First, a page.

* Vote seen as big test for government before July election
* First referendum since the fall of communism in 1989
* Voters want nuclear plant, low turnout invalidates result
By Tsvetelia Tsolova
SOFIA, Jan 27 Bulgarians backed the building of
a nuclear power plant in a referendum on Sunday, a blow to Prime
Minister Boiko Borisov who had abandoned the
multi-billion-dollar project, but turnout was not enough to
overturn the government's decision.
Roughly 60 percent voted for a 2,000-megawatt plant at
Belene on the Danube River, while 40 percent opposed it, Gallup
International and Alpha Research exit polls showed. Turnout was
about 20 percent.
The country's first referendum since the fall of communism,
showed that Borisov's policy has alienated many voters in the
European Union's poorest country and complicated his campaign
for a July election, analysts said.
Exit polls put the turnout between 20.2 and 21.8 percent,
well below the required 60 percent to make the vote binding.
But under the voting rules, if more than 20 percent of
eligible voters took part and more than half of them voted in
favour, the issue will be sent to parliament, where Borisov's
GERB party has a working majority, for a final decision.
Borisov said that if the turnout is enough for Belene to go
before parliament, GERB will reject the project again.
"The result clearly puts pressure on the government. The low
turnout however indicates there are no clear winners and we will
be facing a serious stalemate after the July election," said
Kiril Avramov, political analyst with New Bulgarian University.
Borisov, struggling to revive the economy, cancelled the
construction of Belene in March saying the Balkan country could
not afford estimated costs of more than 10 billion euros ($13.5
billion), and after failing to attract Western investors.
Bulgaria's allies in Brussels and Washington also opposed
the project, fearing it would deepen the country's economic and
political dependence on Russia - Moscow had offered to finance
the plant which would have been built by its Atomstroyexport.
But many hoped it would rein in electricity prices, create
jobs and help make Bulgaria an energy hub for southeast Europe.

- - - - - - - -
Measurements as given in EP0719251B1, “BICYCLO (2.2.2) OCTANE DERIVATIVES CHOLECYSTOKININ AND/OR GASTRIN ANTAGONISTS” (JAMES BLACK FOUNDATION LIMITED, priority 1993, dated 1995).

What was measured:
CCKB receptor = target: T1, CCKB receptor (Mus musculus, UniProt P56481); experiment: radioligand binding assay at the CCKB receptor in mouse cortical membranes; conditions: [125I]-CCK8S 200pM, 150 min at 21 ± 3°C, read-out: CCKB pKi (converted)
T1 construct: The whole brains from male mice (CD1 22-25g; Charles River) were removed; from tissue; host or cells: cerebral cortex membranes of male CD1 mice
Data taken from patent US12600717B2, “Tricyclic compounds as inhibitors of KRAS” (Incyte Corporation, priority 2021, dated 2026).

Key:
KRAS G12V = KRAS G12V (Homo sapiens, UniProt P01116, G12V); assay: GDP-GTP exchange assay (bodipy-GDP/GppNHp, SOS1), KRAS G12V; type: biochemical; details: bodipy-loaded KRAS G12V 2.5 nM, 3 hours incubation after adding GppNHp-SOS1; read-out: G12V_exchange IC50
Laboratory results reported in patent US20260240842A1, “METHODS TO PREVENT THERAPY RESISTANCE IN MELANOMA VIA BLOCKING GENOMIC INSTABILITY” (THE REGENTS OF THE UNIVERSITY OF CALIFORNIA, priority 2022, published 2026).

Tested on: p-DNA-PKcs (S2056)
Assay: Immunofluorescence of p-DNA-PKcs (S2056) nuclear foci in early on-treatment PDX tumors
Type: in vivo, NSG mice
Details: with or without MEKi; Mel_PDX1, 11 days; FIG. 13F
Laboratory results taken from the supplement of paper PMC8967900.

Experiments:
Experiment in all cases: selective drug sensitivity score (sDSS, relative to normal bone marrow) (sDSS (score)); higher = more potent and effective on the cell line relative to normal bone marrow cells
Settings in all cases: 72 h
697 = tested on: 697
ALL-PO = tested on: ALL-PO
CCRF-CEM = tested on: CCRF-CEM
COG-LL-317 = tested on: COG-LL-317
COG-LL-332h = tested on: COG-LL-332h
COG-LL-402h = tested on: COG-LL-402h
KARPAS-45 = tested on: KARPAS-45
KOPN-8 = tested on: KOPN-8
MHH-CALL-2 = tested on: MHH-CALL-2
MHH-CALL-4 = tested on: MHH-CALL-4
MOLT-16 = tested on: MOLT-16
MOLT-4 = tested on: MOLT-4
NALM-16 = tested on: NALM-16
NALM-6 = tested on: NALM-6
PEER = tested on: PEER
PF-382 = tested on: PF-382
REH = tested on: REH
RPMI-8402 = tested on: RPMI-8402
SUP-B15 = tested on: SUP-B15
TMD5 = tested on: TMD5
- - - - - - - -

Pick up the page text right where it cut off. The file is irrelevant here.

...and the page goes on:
While the economy has emerged from a deep recession, it is
growing only slowly and many voters are frustrated that Bulgaria
still trails other former communist members of the European
Union, with wealth per capita less than half the bloc's average.
Analysts said the vote in favour of Belene comes as a blow
to Borisov, who has made little progress in his promises to root
out corruption since he came to power in 2009.
Unpopular austerity measures imposed by the ruling
centre-right GERB party have already narrowed its lead over
opposition Socialists, who called for the referendum, ahead of
parliamentary elections in July.
Speaking to reporters after casting a ballot, Borisov played
down the link between support for the plant and the July
elections, stressing that the low turnout showed Bulgarians were
not interested in the issue.
"I want to thank (Socialist Party leader Sergei) Stanishev.
By organising this referendum he put a final cross on the Belene
project," he said.
The result of the referendum, which asked if a new nuclear
power plant should be built and not about the use of nuclear
power in general, can only be valid if 4.35 million out of 6.9
million eligible voters take part.
Bulgaria has an operational 2,000 megawatt nuclear power
plant at Kozloduy and has hired U.S. firm Westinghouse to draw
up plans to add another 1,000 MW unit at the site.
Belene was also opposed by environmentalists, who said it
would be built near an earthquake-prone area, and by rights
groups who said the high-cost project would encourage graft.